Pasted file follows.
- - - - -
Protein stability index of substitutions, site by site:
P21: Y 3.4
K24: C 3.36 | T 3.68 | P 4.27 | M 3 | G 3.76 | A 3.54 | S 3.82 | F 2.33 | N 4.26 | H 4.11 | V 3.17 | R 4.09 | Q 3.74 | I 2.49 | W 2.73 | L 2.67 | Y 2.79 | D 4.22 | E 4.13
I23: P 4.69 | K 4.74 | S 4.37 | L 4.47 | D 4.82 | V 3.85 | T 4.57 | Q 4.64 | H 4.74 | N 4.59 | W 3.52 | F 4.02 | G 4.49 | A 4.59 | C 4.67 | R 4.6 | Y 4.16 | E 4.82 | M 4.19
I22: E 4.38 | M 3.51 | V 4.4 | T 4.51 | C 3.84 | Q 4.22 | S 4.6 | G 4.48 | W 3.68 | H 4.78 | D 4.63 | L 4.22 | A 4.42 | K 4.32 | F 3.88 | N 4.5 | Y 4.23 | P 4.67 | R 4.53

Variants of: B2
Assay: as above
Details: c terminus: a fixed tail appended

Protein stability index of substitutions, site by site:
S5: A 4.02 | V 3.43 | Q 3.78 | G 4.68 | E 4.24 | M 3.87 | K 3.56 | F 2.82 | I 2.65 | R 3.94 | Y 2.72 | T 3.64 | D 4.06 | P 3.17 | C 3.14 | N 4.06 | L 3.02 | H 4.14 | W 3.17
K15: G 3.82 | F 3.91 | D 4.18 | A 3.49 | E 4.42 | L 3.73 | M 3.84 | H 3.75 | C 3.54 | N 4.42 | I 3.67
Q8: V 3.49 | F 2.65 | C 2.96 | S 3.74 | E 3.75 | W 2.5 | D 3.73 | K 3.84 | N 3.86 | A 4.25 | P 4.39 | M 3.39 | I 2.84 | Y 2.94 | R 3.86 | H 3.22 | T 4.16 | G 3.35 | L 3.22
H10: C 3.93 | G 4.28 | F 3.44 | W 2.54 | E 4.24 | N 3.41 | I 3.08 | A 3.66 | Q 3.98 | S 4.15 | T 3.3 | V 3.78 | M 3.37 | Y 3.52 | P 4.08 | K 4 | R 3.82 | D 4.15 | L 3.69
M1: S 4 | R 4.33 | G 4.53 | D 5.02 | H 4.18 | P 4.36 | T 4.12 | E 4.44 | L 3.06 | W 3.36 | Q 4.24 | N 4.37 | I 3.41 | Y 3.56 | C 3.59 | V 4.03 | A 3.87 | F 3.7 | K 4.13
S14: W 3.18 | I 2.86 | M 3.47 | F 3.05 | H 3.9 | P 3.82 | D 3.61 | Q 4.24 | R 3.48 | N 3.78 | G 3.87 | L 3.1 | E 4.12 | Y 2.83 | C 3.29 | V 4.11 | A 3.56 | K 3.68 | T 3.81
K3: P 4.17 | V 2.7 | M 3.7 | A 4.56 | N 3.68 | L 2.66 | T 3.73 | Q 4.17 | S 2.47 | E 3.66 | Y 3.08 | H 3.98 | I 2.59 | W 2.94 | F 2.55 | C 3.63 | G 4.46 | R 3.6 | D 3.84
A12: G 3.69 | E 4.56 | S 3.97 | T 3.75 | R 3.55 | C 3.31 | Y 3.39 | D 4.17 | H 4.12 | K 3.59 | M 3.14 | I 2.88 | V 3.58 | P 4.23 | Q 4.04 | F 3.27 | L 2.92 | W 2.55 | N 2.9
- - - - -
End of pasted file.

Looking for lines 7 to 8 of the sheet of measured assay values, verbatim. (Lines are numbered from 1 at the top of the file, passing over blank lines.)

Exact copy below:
Assay: as above
Details: c terminus: a fixed tail appended